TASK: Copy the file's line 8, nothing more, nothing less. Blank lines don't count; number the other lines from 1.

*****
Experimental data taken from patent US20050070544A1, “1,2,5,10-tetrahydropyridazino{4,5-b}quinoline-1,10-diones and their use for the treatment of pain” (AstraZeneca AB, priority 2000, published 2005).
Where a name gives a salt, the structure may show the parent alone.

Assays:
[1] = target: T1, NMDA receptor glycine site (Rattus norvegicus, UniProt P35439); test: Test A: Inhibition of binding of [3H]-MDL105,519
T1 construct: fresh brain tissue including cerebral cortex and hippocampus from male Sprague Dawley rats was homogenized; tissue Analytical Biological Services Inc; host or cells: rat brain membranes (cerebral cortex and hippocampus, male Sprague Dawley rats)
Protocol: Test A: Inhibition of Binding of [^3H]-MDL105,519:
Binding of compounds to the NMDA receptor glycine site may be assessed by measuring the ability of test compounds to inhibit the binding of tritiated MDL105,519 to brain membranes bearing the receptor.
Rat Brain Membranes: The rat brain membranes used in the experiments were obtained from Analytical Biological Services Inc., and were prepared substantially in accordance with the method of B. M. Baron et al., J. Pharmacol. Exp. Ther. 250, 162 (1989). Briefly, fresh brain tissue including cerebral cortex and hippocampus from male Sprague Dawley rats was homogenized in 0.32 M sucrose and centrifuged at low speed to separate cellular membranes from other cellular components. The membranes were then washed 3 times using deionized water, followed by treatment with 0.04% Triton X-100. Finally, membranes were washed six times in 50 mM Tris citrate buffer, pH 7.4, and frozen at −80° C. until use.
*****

Rat Brain Membranes: The rat brain membranes used in the experiments were obtained from Analytical Biological Services Inc., and were prepared substantially in accordance with the method of B. M. Baron et al., J. Pharmacol. Exp. Ther. 250, 162 (1989). Briefly, fresh brain tissue including cerebral cortex and hippocampus from male Sprague Dawley rats was homogenized in 0.32 M sucrose and centrifuged at low speed to separate cellular membranes from other cellular components. The membranes were then washed 3 times using deionized water, followed by treatment with 0.04% Triton X-100. Finally, membranes were washed six times in 50 mM Tris citrate buffer, pH 7.4, and frozen at −80° C. until use.